SAISD Will Triple Its Dual Language Programs in 2018-19

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SAISD's Dr. Olivia Hernandez talks with principal's and assistant principal's during a dual-language training session at the Pickett Academy Tuesday morning.

Robin Jerstad for the Rivard Report

SAISD's Olivia Hernández talks with principals and assistant principals during a dual-language training session at Pickett Academy Tuesday morning.

When San Antonio Independent School District opens its doors for the 2018-19 school year, 32 campuses will implement a new dual language program, bringing the district’s total offering to 45 schools.

Students enrolled in the program will be taught English and Spanish in tandem in an effort to strengthen both languages, whereas traditional bilingual programs tend to use Spanish instruction only as a means to obtain English proficiency, Olivia Hernández, SAISD’s assistant superintendent for the Bilingual/ESL and Migrant Department, said.

Even though each class will be structured around a 50-50 ratio of native English to native Spanish speaking students, Hernández said the program is directed toward English language learners (ELLs) or students who consider a dialect other than English as their native language and have difficulty performing ordinary classwork in English.

Schools traditionally have used a bilingual program that focuses on getting students up to speed with English, but not strengthening Spanish at the same time, Hernández said. Dual language is different; it aims to fortify the native Spanish language and embrace a student’s identity.

“We cannot wait [to offer better programming] for our English language learners,” Hernández said of the district’s close to 10,000 students who qualify as ELLs. “We’ve had a remedial bilingual program for the last 50 years in this country.”

In 2016-17, only two SAISD campuses offered the dual language program. This number grew to 13 schools last year and will more than triple next year because of demand from individual principals who started reaching out to Hernández last year.

Most of the participating campuses will offer the program in one or two classrooms in pre-kindergarten through third grade with the plan to phase in grades four and five in the next two years. The majority of SAISD’s ELL students are native Spanish speakers and in grades pre-kindergarten through five.

Next year, Hernández hopes to expand the dual language program at the middle school level. Doing this can be hard without a firm foundation in both languages, which is why SAISD placed the greatest emphasis on the elementary level first.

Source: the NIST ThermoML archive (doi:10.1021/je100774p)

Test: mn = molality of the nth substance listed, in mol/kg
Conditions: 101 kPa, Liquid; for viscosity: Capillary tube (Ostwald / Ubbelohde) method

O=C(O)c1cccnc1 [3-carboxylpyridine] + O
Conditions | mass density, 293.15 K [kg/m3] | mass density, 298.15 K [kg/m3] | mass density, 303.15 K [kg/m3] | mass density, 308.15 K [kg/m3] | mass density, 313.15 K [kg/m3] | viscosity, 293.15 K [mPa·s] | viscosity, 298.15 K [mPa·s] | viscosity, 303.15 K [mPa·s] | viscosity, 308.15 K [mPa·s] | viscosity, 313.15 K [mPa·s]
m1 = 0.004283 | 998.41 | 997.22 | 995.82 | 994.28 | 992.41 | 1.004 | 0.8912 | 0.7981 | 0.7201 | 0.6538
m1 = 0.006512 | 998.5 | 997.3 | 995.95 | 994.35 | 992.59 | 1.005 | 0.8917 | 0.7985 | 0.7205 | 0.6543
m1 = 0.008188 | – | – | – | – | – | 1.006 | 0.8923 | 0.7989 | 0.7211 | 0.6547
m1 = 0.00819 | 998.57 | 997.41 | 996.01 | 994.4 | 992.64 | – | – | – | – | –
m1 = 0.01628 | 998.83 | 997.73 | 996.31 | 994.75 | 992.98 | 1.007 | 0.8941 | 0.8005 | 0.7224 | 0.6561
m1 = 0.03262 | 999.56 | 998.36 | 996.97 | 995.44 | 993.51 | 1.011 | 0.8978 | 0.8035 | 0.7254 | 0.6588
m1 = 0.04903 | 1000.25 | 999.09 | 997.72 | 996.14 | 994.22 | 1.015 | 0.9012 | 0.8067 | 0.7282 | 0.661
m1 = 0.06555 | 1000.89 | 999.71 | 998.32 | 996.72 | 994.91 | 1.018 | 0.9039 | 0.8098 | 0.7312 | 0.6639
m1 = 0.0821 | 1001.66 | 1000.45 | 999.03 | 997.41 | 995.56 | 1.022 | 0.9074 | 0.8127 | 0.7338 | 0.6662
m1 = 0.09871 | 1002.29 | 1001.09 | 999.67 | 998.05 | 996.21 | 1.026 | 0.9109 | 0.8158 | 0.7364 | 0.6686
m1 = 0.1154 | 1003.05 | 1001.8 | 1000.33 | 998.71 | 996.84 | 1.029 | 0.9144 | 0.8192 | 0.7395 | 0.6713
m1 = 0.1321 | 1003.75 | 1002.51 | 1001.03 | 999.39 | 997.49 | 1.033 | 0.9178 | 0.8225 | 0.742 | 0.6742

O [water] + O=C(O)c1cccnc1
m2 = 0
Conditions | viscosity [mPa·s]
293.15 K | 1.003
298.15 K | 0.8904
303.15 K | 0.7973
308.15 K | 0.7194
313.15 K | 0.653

“We want our kids to leave elementary school with a strong foundation in both Spanish and English, but also have the goal of them understanding both cultures,” Hernández said. “Once they are in middle school and have that strong foundation, we have high expectations for them to take pre-AP [and] AP courses.”

Marco Morales, principal of J.T. Brackenridge Elementary School, is one of the 32 school leaders who will implement the program on his campus for the first time next year.

In 2017, Morales worked in Houston ISD where he inquired about starting a dual language program, but at the time, his campus didn’t have enough native English speakers to balance out the native Spanish speakers. But in SAISD, with a large group of both students from which to choose, Morales plans to open up one class in a few grade levels to dual language education.

“The goal is to make Spanish-speaking families more comfortable to come to J.T. Brackenridge and creating a more safe and nurturing learning environment to teach both Spanish and English [students,]” Morales said.

In addition to the 43 schools that will offer the program in a limited format, two SAISD in-district charters – Mark Twain Dual Language Academy and Irving Dual Language Academy – will operate as 100 percent dual language campuses at which all classrooms instruct in both Spanish and English. This will enhance the bilingual learning environment, Hernández said, because it will enrich the entire school with both languages and cultures.

“Where you have English, English is always going to come through the windows, through the cracks,” Hernández told the Rivard Report.

During the past year, Irving Dual Language Academy Principal Olivia Almanza worked to prepare for the opening of her immersive school, which will open with its first class of pre-kindergarten through second grade students in 2018-19.

Almanza, who hails from the Rio Grande Valley, said she can appreciate how important a dual language education is.

“It is about maintaining the first language, while also adding in a second and developing the skills to have a more global education,” Almanza said, noting that she has 20 to 30 families on the waitlist for her younger grades.

The Irving principal said she has had to recruit families to enroll for the second grade, however, and believes it might be because starting dual language education at a slightly older age is less common. Parents may not know the program is offered if their students haven’t previously experienced it at a younger age.

Hernández noted principals and staff often have to put in this kind of work to achieve the optimal class balance among native languages.

“What we don’t want to do is to gentrify it,” she said, “where the native English speaker is taking it over.”

20 thoughts on “SAISD Will Triple Its Dual Language Programs in 2018-19